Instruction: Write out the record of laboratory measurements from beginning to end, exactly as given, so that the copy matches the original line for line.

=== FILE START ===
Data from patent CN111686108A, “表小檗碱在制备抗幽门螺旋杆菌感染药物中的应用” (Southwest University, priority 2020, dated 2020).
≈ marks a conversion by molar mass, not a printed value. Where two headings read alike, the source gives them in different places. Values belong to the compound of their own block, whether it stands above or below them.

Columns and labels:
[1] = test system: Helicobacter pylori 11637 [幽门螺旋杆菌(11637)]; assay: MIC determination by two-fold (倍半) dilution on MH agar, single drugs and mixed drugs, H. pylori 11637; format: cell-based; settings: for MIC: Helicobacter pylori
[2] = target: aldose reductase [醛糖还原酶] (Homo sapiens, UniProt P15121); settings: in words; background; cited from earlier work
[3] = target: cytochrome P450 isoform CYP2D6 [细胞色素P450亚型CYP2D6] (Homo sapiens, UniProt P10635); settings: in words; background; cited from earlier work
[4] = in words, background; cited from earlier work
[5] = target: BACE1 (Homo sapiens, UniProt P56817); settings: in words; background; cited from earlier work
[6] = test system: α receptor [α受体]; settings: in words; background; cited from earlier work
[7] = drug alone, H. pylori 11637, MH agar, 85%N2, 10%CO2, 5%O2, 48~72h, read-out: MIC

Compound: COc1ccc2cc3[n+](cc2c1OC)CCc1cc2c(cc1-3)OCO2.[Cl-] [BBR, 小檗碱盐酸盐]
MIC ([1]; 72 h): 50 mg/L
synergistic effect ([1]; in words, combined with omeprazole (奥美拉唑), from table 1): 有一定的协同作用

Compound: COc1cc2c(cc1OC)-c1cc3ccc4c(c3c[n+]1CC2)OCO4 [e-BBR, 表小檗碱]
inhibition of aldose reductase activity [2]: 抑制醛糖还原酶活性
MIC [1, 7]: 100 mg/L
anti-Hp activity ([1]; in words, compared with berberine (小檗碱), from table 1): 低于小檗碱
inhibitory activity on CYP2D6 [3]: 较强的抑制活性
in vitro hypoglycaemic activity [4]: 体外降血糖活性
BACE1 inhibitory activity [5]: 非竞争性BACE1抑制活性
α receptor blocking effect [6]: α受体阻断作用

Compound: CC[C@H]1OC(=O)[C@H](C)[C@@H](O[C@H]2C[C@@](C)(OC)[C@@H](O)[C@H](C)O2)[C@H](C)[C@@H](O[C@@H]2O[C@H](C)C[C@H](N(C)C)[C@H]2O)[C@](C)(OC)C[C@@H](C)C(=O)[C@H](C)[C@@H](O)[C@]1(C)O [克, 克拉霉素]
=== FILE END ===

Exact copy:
Data from patent CN111686108A, “表小檗碱在制备抗幽门螺旋杆菌感染药物中的应用” (Southwest University, priority 2020, dated 2020).
≈ marks a conversion by molar mass, not a printed value. Where two headings read alike, the source gives them in different places. Values belong to the compound of their own block, whether it stands above or below them.

Columns and labels:
[1] = test system: Helicobacter pylori 11637 [幽门螺旋杆菌(11637)]; assay: MIC determination by two-fold (倍半) dilution on MH agar, single drugs and mixed drugs, H. pylori 11637; format: cell-based; settings: for MIC: Helicobacter pylori
[2] = target: aldose reductase [醛糖还原酶] (Homo sapiens, UniProt P15121); settings: in words; background; cited from earlier work
[3] = target: cytochrome P450 isoform CYP2D6 [细胞色素P450亚型CYP2D6] (Homo sapiens, UniProt P10635); settings: in words; background; cited from earlier work
[4] = in words, background; cited from earlier work
[5] = target: BACE1 (Homo sapiens, UniProt P56817); settings: in words; background; cited from earlier work
[6] = test system: α receptor [α受体]; settings: in words; background; cited from earlier work
[7] = drug alone, H. pylori 11637, MH agar, 85%N2, 10%CO2, 5%O2, 48~72h, read-out: MIC

Compound: COc1ccc2cc3[n+](cc2c1OC)CCc1cc2c(cc1-3)OCO2.[Cl-] [BBR, 小檗碱盐酸盐]
MIC ([1]; 72 h): 50 mg/L
synergistic effect ([1]; in words, combined with omeprazole (奥美拉唑), from table 1): 有一定的协同作用

Compound: COc1cc2c(cc1OC)-c1cc3ccc4c(c3c[n+]1CC2)OCO4 [e-BBR, 表小檗碱]
inhibition of aldose reductase activity [2]: 抑制醛糖还原酶活性
MIC [1, 7]: 100 mg/L
anti-Hp activity ([1]; in words, compared with berberine (小檗碱), from table 1): 低于小檗碱
inhibitory activity on CYP2D6 [3]: 较强的抑制活性
in vitro hypoglycaemic activity [4]: 体外降血糖活性
BACE1 inhibitory activity [5]: 非竞争性BACE1抑制活性
α receptor blocking effect [6]: α受体阻断作用

Compound: CC[C@H]1OC(=O)[C@H](C)[C@@H](O[C@H]2C[C@@](C)(OC)[C@@H](O)[C@H](C)O2)[C@H](C)[C@@H](O[C@@H]2O[C@H](C)C[C@H](N(C)C)[C@H]2O)[C@](C)(OC)C[C@@H](C)C(=O)[C@H](C)[C@@H](O)[C@]1(C)O [克, 克拉霉素]